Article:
SONOMA COUNTY (KPIX 5) — The Russian River Watershed Association is asking the public to help take the temperature of water in the Russian River and its tributaries.
The watershed spanning more than 1,400 miles is a popular tourist destination as well as the habitat for dozens of species.
The river has gotten warmer and warmer over the years. This public-supported experiment aims to help map the rising temperatures.
“We are first trying to get people engaged in the community and out in the watershed, and also provide awareness to the general public that temperature is a big concern for the watershed,” said Colleen Hunt, a senior scientist for the Russian River Watershed Association.
One of the biggest concerns is temperature pollution, which can destroy critical habitats for endangered fish species and increase risk for the growth of toxic blue-green algae.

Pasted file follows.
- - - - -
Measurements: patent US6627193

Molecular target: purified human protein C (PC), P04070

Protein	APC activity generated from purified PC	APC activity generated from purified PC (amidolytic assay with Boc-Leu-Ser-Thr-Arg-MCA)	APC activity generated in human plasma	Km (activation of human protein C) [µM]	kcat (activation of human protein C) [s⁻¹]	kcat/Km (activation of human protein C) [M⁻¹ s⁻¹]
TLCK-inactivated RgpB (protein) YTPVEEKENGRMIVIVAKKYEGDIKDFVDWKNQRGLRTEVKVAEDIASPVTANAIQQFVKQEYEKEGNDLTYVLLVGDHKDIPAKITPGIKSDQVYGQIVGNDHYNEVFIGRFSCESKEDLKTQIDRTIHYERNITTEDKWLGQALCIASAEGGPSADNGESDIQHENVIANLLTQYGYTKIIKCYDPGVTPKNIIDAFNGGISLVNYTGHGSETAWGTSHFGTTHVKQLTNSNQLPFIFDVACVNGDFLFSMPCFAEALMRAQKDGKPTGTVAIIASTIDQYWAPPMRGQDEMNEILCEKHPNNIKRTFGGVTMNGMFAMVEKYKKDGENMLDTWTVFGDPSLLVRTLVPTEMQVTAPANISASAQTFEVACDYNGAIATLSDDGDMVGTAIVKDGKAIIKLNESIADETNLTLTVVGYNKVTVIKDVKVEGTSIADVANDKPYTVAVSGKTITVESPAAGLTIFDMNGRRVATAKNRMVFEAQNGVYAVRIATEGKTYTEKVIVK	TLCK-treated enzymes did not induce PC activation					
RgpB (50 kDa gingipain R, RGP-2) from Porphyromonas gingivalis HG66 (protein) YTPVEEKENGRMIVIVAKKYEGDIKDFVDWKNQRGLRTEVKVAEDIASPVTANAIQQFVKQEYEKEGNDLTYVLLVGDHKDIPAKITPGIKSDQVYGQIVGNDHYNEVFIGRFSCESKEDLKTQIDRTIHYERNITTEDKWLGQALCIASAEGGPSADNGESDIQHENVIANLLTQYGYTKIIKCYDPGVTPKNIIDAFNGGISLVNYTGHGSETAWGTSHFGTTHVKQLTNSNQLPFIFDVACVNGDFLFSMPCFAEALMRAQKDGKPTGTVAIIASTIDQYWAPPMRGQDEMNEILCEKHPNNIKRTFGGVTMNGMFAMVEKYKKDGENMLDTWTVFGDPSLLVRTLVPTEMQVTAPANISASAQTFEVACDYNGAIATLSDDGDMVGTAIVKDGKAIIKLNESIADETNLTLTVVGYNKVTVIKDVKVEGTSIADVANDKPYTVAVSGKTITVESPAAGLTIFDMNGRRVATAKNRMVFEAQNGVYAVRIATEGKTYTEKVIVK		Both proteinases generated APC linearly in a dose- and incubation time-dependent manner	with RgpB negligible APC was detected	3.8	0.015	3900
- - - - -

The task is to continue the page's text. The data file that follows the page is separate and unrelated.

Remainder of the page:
The data isn’t a scientific study, according to Hunt, but it will be the first data set of its kind that is likely to open eyes.
“I think people will be concerned with what they find,” said Hunt.
The Watershed Association said the public doesn’t have to do anything fancy or specific; water thermometers from a local pool store will work just fine. These devices are meant to go in the water and can be found for less than $10.
Once the thermometer is dropped in, it should be left in for about three minutes before an accurate reading is ready.
The Watershed Association asks that the public send their data via email or online submission and they will make a temperature map with the readings. They hope that the data will be the basis for public support and change regarding the watershed.
“The public can do small, incremental things that will make a difference over time, especially caring for the creek and the vegetation of the creek” said Hunt.
All of the other tributaries that flow into the Russian River, such as the Laguna De Santa Rosa, are being affected as well.
There is a whole map of the other tributaries on the Russian River Watershed Association’s website, as well as other ways for the public to get involved and instructions for how to submit temperature data.